Lack of formal education didn’t stop Harry Truman

Published 7:30 am Saturday, January 8, 2022

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Did you know that our 33rd President, Harry S. Truman, was the only 20th-century president who did not have a college degree?

However, at one time in his life, he enrolled for two years in a law school but had to drop out because he was too busy.

In view of that, you might conclude he was rather dull and not as intelligent that you would expect. Think again. He was eight when he started school. By the time he was fourteen, he had read every book of interest to boys in his hometown library. By that age also, he had read through the family Bible three times.

He passed the academic examination to attend West Point. It must have been a real blow when he failed the physical because of his eyesight. It has been said that he memorized an eye chart so he would pass the Army physical when he joined the service during World War I.

Another story claimed during a stopover on his way to duty in France, he bought three pairs of glasses so he could always have a spare if the need arose.

What an interesting fellow he was. I uncovered things about him while researching through several books, encyclopedias, and the Internet. I found another first for him as our president. He and his future wife, Bess, met at elementary school, or some said Sunday school. They were the only president and first lady to graduate from the same high school at the same time.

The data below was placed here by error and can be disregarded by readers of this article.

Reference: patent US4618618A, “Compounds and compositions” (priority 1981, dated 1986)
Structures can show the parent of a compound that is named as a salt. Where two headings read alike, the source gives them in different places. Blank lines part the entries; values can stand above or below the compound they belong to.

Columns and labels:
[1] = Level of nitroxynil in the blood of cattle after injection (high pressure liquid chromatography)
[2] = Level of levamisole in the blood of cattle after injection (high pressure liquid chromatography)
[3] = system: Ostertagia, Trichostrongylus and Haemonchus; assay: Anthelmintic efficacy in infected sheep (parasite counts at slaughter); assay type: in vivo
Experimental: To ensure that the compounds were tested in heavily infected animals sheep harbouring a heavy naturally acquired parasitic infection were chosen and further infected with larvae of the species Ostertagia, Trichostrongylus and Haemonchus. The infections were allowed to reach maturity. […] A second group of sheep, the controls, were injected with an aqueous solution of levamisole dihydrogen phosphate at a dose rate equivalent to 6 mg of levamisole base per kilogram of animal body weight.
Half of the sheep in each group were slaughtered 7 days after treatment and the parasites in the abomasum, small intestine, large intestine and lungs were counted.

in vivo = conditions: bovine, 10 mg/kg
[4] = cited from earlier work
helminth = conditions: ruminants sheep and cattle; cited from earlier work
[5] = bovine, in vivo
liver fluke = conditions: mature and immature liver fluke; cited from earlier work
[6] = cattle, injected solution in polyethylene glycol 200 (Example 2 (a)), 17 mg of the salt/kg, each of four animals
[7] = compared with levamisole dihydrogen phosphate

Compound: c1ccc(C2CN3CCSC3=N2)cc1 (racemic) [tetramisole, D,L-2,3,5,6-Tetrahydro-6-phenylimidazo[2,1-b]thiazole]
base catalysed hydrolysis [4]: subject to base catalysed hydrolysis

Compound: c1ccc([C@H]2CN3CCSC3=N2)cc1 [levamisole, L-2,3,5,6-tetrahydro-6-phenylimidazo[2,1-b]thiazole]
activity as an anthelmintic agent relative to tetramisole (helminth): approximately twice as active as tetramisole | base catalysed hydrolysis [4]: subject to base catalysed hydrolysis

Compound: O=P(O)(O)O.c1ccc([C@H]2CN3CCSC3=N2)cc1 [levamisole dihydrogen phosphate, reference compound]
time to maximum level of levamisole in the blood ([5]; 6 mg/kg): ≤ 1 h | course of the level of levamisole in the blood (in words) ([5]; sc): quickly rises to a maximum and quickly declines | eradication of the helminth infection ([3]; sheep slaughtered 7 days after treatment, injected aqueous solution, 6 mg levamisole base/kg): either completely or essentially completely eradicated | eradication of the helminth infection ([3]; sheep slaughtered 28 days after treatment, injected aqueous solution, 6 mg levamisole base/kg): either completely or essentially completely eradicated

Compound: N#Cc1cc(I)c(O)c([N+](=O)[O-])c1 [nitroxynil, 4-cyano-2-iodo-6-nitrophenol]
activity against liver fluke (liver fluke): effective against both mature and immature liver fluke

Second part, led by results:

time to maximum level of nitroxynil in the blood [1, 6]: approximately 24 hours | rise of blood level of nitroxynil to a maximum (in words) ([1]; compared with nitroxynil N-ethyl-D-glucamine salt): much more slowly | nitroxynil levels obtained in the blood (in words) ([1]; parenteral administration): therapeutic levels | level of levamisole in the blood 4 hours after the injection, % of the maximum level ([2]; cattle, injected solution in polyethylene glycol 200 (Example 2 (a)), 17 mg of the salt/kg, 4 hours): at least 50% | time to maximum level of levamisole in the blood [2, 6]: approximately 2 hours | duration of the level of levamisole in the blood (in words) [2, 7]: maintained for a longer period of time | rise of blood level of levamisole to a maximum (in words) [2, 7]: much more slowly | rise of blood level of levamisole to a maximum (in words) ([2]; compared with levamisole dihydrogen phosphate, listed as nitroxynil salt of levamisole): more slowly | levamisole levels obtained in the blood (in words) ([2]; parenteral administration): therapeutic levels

Were you aware that he and an army buddy set up a haberdashery business? After several years they declared bankruptcy. It took a long time, but both the men repaid their debt.

President Truman made several extremely important decisions during his term of office: to drop the atomic bomb on Japan; fired the popular General Douglas MacArthur for disobeying his orders and gave the order to desegregate the military services.

A flurry of controversy arose when he proposed adding a balcony to the second floor of the White House. He won the fight and later experts determined that the addition made the building more architecturally correct.

President Truman surprised the “so-called” experts, the press, his mother-in-law, and most in his party, by winning the 1948 presidential election against Thomas Dewey. The morning after the election, photographers had a heyday firing their flashbulbs at the president’s big grin as he held up a newspaper declaring his opponent as the victor.

The middle initial S of his name stands for nothing. Because of that, some people argue that it does not have to be followed by punctuation.

If this column stirred your interest about our 33rd president, you might want to research him. Today there are so many sources of information that will keep you turning pages or looking at your computer screen to find out more about this historic and fascinating statesman.